and every “history of black punk” neglects to mention the black drummer of Dead Kennedys (DKs are also not included in most histories of hardcore)
Dead Kennedys - California Über Alles
Also, the JackAzzera revisionist histories cite Margaret Thatcher as a cause of punk in England. Nope. She wasn’t PM until 1979. They are already post-punk by then.
But Leftist loons hate Margaret Thatcher (and Reagan) and push crap to kids at very turn.
And the political left was late to the game in punk (as they were to rock and roll). Commmies hated it. The Marxist Left didn’t appreciate the MC5’s “white panthers” thing and called them out as sexist pigs. Read Leggs’ McNeil’s account (from oral histories) in Please Kill Me.
Has BET shown the Death documentary?
Aired any Bad Brains concerts?
Well it leaves them more time to celebrating living blues artists in their 80s, right?
Wait, BET doesn’t show these things?
BET doesn’t like punk people??
We shall overcome.
They have the same name, but the band referred to in the story is a hard rock band from the ‘70s.
I was at a concert put on by kids from a bunch of School of Rock franchises (one of the little DoodleBobs was in the school at the time). When one school started the intro to "Holiday in Cambodia," I ran to the front of the stage and almost started moshing. All the other parents were sedate...I was astounded that nobody was impressed by what these kids were doing.
And yes...the vocalist sang ALL the lyrics.
David Thomas (Pere Ubu/Rocket From The Tombs):
Either everything I’ve done is punk or nothing is.
“Punk” doesn’t mean anything. It’s one of these words that everybody has their own definition for.
To me, “punk” was cliché pablum designed to sell merchandise to gullible rubes in confused and decaying cultures. That’s what punk is to me.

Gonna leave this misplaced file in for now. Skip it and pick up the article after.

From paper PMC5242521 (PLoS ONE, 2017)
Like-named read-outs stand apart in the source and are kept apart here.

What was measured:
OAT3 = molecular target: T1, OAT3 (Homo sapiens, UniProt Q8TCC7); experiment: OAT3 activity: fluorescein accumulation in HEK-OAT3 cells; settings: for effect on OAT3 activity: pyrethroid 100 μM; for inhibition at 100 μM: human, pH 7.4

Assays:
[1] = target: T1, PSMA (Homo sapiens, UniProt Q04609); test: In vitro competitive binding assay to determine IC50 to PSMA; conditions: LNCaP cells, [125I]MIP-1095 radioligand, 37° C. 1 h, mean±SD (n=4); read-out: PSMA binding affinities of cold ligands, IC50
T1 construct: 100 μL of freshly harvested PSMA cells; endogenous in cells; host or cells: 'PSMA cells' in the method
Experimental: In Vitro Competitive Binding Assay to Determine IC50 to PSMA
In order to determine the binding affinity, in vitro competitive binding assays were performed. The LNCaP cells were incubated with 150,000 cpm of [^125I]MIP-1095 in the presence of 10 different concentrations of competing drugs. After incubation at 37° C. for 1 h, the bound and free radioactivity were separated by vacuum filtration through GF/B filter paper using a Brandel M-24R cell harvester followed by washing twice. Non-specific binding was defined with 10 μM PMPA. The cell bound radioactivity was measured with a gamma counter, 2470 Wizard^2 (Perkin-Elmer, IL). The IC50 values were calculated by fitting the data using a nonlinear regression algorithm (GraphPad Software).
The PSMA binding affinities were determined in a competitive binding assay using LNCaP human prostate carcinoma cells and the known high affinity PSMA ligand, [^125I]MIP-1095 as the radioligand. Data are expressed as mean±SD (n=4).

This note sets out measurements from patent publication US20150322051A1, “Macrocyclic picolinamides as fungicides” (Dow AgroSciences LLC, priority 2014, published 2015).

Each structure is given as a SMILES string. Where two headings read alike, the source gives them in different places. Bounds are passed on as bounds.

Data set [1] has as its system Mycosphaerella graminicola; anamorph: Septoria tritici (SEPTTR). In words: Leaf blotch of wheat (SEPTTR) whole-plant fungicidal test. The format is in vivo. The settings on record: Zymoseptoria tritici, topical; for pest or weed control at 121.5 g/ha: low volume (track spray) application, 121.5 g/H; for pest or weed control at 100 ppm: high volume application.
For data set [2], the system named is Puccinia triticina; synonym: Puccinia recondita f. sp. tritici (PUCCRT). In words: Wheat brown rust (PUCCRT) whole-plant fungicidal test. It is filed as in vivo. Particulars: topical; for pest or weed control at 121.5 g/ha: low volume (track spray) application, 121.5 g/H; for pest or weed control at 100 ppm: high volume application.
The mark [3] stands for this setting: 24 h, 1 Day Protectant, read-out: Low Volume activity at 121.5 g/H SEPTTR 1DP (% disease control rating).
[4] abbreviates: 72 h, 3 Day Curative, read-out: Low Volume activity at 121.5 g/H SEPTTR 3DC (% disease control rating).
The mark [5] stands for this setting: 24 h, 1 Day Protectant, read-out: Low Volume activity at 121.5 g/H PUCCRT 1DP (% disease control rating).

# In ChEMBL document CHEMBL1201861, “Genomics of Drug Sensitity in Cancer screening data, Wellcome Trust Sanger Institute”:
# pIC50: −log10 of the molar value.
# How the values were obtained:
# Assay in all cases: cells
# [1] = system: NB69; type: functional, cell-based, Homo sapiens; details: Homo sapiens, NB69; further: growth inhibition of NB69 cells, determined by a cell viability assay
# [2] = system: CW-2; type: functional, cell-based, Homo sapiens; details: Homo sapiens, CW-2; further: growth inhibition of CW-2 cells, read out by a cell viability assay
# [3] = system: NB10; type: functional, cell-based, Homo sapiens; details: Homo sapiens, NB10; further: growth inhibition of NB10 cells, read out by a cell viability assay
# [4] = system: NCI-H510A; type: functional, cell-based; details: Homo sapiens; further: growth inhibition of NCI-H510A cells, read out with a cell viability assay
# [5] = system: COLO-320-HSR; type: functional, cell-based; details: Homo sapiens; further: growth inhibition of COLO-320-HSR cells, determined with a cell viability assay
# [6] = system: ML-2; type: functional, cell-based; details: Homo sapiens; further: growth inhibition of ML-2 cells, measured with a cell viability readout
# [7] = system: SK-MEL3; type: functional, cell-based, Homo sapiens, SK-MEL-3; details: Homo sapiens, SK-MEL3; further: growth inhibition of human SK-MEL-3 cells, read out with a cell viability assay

Pere Ubu and Rocket: we were rock bands working in the mainstream.
I don’t mean that every band that’s considered punk I don’t respect. Johnny Lydon has all the respect in the world he can get from me. Yeah, the Sex Pistols were a decent rock band! The Clash ... eh, they were a decent rock band. I’m not a big Clash guy.
My point is that all of the early quote-unquote punk bands in America, like Television or Blondie or Talking Heads, they were all gonna happen anyway. They all had roots before punk happened, and nothing changed for them, y’know?
And this is hard for people to understand, but if you remember back to the Sex Pistols tour of America, there was all this kerfuffle about how they had these joke bands opening for them, these sort of goofball, Tubes sort of bands. And all the English are going, “Ahh, they don’t understand,” but no, that’s how we perceived punk at the time: that it was a goofball, Tubes sort of band, or “Weird Al” Yankovic sort of thing.
And the thing that English people don’t understand is that all this stuff we’d seen before in that garage band thing of the ‘60s: ? and the Mysterians, Music Machine, all that stuff. If you’re gonna call something punk, that stuff was punk, certainly as easily as the ‘70s punk UK thing. We’d seen all that! So oh, big deal...
Heralded as an important protopunk group, they were little known during the band’s original lifetime, though various members later achieved renown in Pere Ubu and the Dead Boys. Billy Bob Hargus wrote, however, that “The sound of the Rockets is much more ferocious than Ubu or the Dead Boys.”
...There was some fluctuation of the group’s personnel, but what’s come to be known as the “classic” lineup included Peter Laughner, David Thomas (then known as “Crocus Behemoth”), Craig Willis Bell (a.k.a. Darwin Layne), Gene O’Connor (a.k.a. Cheetah Chrome), and Johnny Madansky (a.k.a. “Johnny Blitz”).
When RFTT disbanded, the personnel split and formed two different musical groups:
* O’Connor and Madansky joined with singer Stiv Bators (who made a guest appearance on-stage at the last RFTT show) to form Frankenstein, which later morphed into the Dead Boys, a more straightforward punk rock group.
* Laughner and Thomas went on to form the more experimental Pere Ubu with bassist Tim Wright (RFTT’s soundman). Laughner died in 1977, of acute pancreatitis brought on by years of drinking and drug use.
Both groups used songs first written or performed by Rocket From The Tombs as parts of their repertoires: the Dead Boys were known for “Ain’t It Fun,” “What Love Is,” “Down in Flames,” “Caught With the Meat in Your Mouth” (done by RFTT as “I’m Never Gonna Kill Myself Again”) and “Sonic Reducer”; Pere Ubu went on to reinterpret “Final Solution,” “Life Stinks” and “30 Seconds Over Tokyo.”